What do you hope to do after you earn your degree?
After my degree I plan to find a great postdoctoral fellowship! As for the distant future, I hope to continue to research in infectious diseases and have a greater role in science policy at the NIH or CDC.
You were elected as the new GMSSO President.
I love all the community service we do with the Blood Drives and Rosie’s Place and the VA. I also really enjoy working and planning with students outside my program that I would not normally see. It’s a community for me. As president specifically, I have the unique opportunity to work with GMS faculty and that has been really neat and insightful too. Running GMSSO is hard work and pulls me in several directions but I find it to be an outlet for me. It helps me keep momentum even when lab life is hard and frustrating.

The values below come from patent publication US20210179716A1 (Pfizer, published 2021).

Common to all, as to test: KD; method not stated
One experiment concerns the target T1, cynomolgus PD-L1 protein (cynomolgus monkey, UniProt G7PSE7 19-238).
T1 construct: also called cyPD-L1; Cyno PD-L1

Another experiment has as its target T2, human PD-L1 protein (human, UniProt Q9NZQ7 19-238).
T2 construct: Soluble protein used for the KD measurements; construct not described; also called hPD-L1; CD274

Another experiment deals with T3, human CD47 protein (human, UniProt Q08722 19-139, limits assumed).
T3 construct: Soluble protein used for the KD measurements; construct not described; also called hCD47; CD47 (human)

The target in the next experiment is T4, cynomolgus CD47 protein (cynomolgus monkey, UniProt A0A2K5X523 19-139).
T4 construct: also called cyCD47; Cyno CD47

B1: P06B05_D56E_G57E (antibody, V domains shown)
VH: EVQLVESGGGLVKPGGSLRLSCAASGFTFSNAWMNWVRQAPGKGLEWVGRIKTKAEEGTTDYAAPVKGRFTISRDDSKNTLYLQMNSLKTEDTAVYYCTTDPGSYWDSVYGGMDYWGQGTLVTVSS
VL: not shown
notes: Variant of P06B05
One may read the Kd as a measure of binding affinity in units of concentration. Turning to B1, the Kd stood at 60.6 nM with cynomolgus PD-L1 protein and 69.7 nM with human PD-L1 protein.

Are you involved in many activities on campus?
I have been a TA for FiBS module IV for two years and a peer mentor for our first year PiBS students. I try to participate in art events here on campus and I am also a liaison for sustainability @ BU.
What is your favorite part of your life as a student?
Community! And wondering where in the world we will be in 10 years.
What do you enjoy doing outside of BU?
I love new adventures and new hobbies and I am therefore very mediocre at many things. But I always have running and cooking and music in my life. I have wonderful people too.
Do you have any advice for current students?
Do not take graduate school personally. It is supposed to push you beyond your comfort and make you question yourself and your abilities. It is part of the process to become great.